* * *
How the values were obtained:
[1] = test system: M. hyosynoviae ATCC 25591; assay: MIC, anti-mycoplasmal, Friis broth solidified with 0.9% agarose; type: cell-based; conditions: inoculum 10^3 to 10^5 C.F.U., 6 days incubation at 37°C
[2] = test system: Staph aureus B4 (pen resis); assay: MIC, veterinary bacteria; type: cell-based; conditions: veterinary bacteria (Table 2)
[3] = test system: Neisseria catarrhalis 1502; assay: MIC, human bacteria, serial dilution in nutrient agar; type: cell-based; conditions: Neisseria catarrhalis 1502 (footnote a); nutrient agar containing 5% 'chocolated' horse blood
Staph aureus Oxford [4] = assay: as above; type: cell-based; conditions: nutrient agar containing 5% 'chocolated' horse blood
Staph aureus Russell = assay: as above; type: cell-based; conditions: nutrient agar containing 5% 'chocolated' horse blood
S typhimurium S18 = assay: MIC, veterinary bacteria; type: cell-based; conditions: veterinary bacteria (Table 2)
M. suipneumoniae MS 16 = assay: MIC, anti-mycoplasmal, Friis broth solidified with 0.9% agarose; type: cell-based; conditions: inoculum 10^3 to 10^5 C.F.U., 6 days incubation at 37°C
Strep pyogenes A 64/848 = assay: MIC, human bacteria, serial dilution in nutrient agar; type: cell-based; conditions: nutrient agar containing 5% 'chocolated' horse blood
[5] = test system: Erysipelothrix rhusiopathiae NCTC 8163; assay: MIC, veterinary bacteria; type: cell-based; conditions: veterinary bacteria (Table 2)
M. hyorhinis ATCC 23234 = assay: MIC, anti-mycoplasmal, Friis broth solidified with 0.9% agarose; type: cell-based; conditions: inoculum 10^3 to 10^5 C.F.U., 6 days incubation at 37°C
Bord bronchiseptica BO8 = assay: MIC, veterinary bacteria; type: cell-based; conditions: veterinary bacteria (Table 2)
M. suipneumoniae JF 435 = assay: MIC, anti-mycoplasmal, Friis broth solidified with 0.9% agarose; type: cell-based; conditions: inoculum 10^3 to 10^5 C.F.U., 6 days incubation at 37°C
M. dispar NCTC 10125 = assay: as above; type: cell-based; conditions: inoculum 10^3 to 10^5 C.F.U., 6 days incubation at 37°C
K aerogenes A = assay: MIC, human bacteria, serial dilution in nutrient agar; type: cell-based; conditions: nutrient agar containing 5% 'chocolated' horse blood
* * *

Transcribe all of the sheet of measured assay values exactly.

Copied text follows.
How the values were obtained:
[1] = test system: M. hyosynoviae ATCC 25591; assay: MIC, anti-mycoplasmal, Friis broth solidified with 0.9% agarose; type: cell-based; conditions: inoculum 10^3 to 10^5 C.F.U., 6 days incubation at 37°C
[2] = test system: Staph aureus B4 (pen resis); assay: MIC, veterinary bacteria; type: cell-based; conditions: veterinary bacteria (Table 2)
[3] = test system: Neisseria catarrhalis 1502; assay: MIC, human bacteria, serial dilution in nutrient agar; type: cell-based; conditions: Neisseria catarrhalis 1502 (footnote a); nutrient agar containing 5% 'chocolated' horse blood
Staph aureus Oxford [4] = assay: as above; type: cell-based; conditions: nutrient agar containing 5% 'chocolated' horse blood
Staph aureus Russell = assay: as above; type: cell-based; conditions: nutrient agar containing 5% 'chocolated' horse blood
S typhimurium S18 = assay: MIC, veterinary bacteria; type: cell-based; conditions: veterinary bacteria (Table 2)
M. suipneumoniae MS 16 = assay: MIC, anti-mycoplasmal, Friis broth solidified with 0.9% agarose; type: cell-based; conditions: inoculum 10^3 to 10^5 C.F.U., 6 days incubation at 37°C
Strep pyogenes A 64/848 = assay: MIC, human bacteria, serial dilution in nutrient agar; type: cell-based; conditions: nutrient agar containing 5% 'chocolated' horse blood
[5] = test system: Erysipelothrix rhusiopathiae NCTC 8163; assay: MIC, veterinary bacteria; type: cell-based; conditions: veterinary bacteria (Table 2)
M. hyorhinis ATCC 23234 = assay: MIC, anti-mycoplasmal, Friis broth solidified with 0.9% agarose; type: cell-based; conditions: inoculum 10^3 to 10^5 C.F.U., 6 days incubation at 37°C
Bord bronchiseptica BO8 = assay: MIC, veterinary bacteria; type: cell-based; conditions: veterinary bacteria (Table 2)
M. suipneumoniae JF 435 = assay: MIC, anti-mycoplasmal, Friis broth solidified with 0.9% agarose; type: cell-based; conditions: inoculum 10^3 to 10^5 C.F.U., 6 days incubation at 37°C
M. dispar NCTC 10125 = assay: as above; type: cell-based; conditions: inoculum 10^3 to 10^5 C.F.U., 6 days incubation at 37°C
K aerogenes A = assay: MIC, human bacteria, serial dilution in nutrient agar; type: cell-based; conditions: nutrient agar containing 5% 'chocolated' horse blood